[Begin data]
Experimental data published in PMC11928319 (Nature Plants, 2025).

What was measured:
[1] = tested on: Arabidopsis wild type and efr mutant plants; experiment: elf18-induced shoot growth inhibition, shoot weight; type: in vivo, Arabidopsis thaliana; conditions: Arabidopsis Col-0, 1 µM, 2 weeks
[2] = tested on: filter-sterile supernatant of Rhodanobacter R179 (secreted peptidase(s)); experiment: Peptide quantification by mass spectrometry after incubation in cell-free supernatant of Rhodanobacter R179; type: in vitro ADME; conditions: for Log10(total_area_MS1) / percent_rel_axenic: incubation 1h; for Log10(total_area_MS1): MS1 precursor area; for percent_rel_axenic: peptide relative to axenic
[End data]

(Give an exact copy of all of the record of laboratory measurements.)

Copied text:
Experimental data published in PMC11928319 (Nature Plants, 2025).

What was measured:
[1] = tested on: Arabidopsis wild type and efr mutant plants; experiment: elf18-induced shoot growth inhibition, shoot weight; type: in vivo, Arabidopsis thaliana; conditions: Arabidopsis Col-0, 1 µM, 2 weeks
[2] = tested on: filter-sterile supernatant of Rhodanobacter R179 (secreted peptidase(s)); experiment: Peptide quantification by mass spectrometry after incubation in cell-free supernatant of Rhodanobacter R179; type: in vitro ADME; conditions: for Log10(total_area_MS1) / percent_rel_axenic: incubation 1h; for Log10(total_area_MS1): MS1 precursor area; for percent_rel_axenic: peptide relative to axenic